31. B. Practical Considerations1. Choosing Doses Consider all possibilities!: a) What if you start at “dose 1” and it is toxic? • Stop, conclude agent is unsafe; or • De-escalate to prespecified “dose 0”. • If latter, what if “dose 0” is toxic? • If you want to de-escalate, all doses or the rules for determining them should be stated in the protocol.

  32. 1. Choosing Doses (continued) b) What if your highest dose appears nontoxic? • Stop, designate highest dose MTD; or • Continue escalating. • If latter, all doses or the rules for determining them should be stated in the protocol.

  33. 1. Choosing Doses (continued) c) What if one dose appears toxic and the next lower one elicits no toxicities? • Stop, designate the lower dose MTD; or • Choose an intermediate dose. • If latter, all doses or the rules for determining them should be stated in the protocol. • Choice may depend of route of administration (oral vs. IV).

  34. 2. Defining the DLT a) Specify your own definition - Grade 3 isn’t written in stone. Possible exceptions: • Grade 3 neutropenia not DLT (reversible)? • Grade 3 radiation pneumonitis requiring < 2 weeks oxygen not DLT (transitory)? • Grade 2 late post-radiation rectal bleeding is a DLT (irreversible)? b) Also, don’t forget to specify time frame of DLT.

  35. 3. Escalation rules a) If at all possible, de-escalate and re-escalate to a fixed sample size (e.g., with rules “C” or “D”). b) Consider intrapatient escalation (accelerated titration) when feasible. c) Consider rapid initial escalation (e.g., rule “B” until an initial toxicity is seen, then “D”) when ethical. d) Consider using additional information (e.g., rapid initial escalation in absence of grade 2 toxicities). e) Consider adding 6-15 patients at final dose.

  36. C. Designs for Long-term Toxicities • When looking for long-term or chronic toxicities all of the above designs take a long time, even with rapid accrual. • Suppose investigators are interested in toxicities over a span of (say) two years. • For a study with only 15 patients, “three-at-a-time” designs require 10 years to complete, even with perfect accrual.

  37. Since sequential (one-at-a-time or three-at-a-time, etc.) methods take so long in such cases, other designs should be considered. • The following scenario assumes that we are interested in the MTD as the 20%-ile of a toxicity which requires 2 years followup (so we now have cohorts of 5, not 3).

  38. Prorated Designs (Cheung & Chappell, 2000) • Instead of collecting data on a group of 5 patients for 2 years each, • Collect data on more than 5 patients for a total of 10 patient-years. • One patient measured for one year counts (is “prorated” as) 1/2 of a patient. • A Bayesian version (TIme-To-Event Continual Reassment Method, TITE-CRM, is available).

  39. Prorated Designs (continued): • Require more patients than traditional designs, provide more information at study’s conclusion; and • Are much quicker than traditional designs (commensurate with the number of extra patients).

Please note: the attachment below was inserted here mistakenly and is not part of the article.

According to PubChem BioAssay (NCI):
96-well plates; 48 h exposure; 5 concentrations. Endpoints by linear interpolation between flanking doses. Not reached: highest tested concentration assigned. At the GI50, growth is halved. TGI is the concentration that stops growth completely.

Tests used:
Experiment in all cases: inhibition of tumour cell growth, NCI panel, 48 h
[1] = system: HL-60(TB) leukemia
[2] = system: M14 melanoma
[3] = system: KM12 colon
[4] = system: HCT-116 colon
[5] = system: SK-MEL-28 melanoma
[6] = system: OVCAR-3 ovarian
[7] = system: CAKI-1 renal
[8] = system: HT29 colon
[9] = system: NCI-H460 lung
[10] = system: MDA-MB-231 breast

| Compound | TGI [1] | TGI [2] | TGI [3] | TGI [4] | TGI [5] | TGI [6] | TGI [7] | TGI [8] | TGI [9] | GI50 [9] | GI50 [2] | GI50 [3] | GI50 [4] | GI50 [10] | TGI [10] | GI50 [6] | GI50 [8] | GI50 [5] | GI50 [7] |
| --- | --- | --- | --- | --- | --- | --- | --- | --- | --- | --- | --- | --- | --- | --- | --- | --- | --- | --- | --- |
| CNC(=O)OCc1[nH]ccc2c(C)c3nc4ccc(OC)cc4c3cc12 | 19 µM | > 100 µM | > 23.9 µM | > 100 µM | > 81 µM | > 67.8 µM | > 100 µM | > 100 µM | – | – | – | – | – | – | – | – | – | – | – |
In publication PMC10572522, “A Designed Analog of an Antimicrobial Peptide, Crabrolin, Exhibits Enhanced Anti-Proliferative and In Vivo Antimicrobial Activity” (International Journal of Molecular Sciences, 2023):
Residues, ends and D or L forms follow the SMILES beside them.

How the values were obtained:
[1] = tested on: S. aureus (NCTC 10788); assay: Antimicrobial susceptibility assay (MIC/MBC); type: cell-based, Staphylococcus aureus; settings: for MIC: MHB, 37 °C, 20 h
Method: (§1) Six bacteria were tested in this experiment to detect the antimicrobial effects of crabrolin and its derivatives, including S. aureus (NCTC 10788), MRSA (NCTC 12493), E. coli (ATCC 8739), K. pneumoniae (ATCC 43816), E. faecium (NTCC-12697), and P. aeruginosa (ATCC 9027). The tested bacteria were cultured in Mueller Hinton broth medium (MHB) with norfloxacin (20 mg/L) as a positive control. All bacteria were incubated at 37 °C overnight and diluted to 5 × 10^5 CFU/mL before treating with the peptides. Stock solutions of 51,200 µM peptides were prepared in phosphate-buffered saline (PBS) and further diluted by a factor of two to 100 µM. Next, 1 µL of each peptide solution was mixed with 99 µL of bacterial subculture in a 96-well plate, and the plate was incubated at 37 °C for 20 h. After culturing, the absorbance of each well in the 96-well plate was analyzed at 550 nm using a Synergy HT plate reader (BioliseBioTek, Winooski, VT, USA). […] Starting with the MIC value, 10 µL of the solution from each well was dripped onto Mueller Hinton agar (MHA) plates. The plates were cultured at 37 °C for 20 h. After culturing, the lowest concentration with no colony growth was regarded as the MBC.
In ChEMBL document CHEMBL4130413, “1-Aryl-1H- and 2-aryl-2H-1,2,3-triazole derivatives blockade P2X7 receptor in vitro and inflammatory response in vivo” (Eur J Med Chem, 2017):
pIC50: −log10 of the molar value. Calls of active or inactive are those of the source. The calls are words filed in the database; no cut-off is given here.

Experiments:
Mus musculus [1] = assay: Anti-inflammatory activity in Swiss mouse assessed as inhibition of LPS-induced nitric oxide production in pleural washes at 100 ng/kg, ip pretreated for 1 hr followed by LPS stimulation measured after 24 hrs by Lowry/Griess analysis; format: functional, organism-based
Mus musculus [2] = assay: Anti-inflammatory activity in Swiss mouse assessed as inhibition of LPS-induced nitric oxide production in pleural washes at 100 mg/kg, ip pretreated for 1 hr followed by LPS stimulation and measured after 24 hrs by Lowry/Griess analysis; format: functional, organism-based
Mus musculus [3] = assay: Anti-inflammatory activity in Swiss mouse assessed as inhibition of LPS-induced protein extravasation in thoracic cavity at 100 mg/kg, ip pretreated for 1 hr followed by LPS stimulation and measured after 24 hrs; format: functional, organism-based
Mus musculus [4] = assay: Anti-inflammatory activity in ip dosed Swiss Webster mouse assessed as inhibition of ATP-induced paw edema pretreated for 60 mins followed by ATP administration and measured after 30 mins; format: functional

40. Proration Example - Dose-per-fraction Escalation in Prostate Cancer • Trial under way with spiral tomoradiotherapy at UWCCC with M. Ritter and M. Mehta. • Uses result of Teshima (1997) that the incidence of grade 2 rectal complications is roughly constant within first 2 years. • Teshima’s results also show that 2-year rate is close to final one.

  41. Teshima (1997), Fig 1:

  42. MTD is defined as dose which yields at most a 20% rate of grade 2 rectal toxicity at 2 years. • Escalation requires: • At least 10 patient-years of observation; • At most a 20% toxicity rate per two years (I.e., at most 1 toxicity per 10 patient-years); • A minimum of 5 patients followed for a full year, for safety’s sake. • Study duration is roughly halved.

  43. Study Schema – Phase I/II,Split-level nested escalation/condensation

  44. D. “Linked” Phase I Trials What happens if you have 2 or more “linked” phase I trials? • Suppose you run phase I trials in 5 groups at different levels of risk such that: • Pr(Toxicity | group 1, dose=d) •  … •  Pr(Toxicity | group 5, dose=d)?

  45. Example: Radiotherapy in lung cancer, risk level = volume irradiated (Mehta, et al., 2001). • There are 5 “bins” with total lung volume irradiated 0-19%, 20-39%, … , 80-100%. • What happens if a high risk group escalates dose past that in a low risk group(s)? • E.g., what if MTD among high-volume patients exceeds that for patients with lower irradiation volumes? • Solution: pool adjacent violating bins.

  46. Current MTD From: In its simplest form, the PAV algorithm just takes the average of conflicting results High Low Intermediate Risk Group (based on volume irradiated)

  47. Current MTD To: In its simplest form, the PAV algorithm just takes the average of conflicting results High Low Intermediate Risk Group (based on volume irradiated)

  48. E. Conclusion These are all examples of tailoring the design to the science. “One size fits all” doesn’t work for phase III trials. Why should it work for phase I? Pick your design to simply and ethically answer your unique question.

  49. "I guess I should warn you that if I turn out to be particularly clear, you've probably misunderstood me.“ Alan Greenspan at his 1988 confirmation hearings.

  50. 0 0 1 1 2 2 3 3 4 4 LLN* ULN* 1000/mm3 Death 3 x ULN 6 x ULN 500/mm3 Death 1500/mm3 1.5 x ULN Example of Toxicity Grades • Neutrophil (white blood cell count) • Renal Toxicity (creatinine level) 5 5 L(U)LN: lower (upper) range of normal limit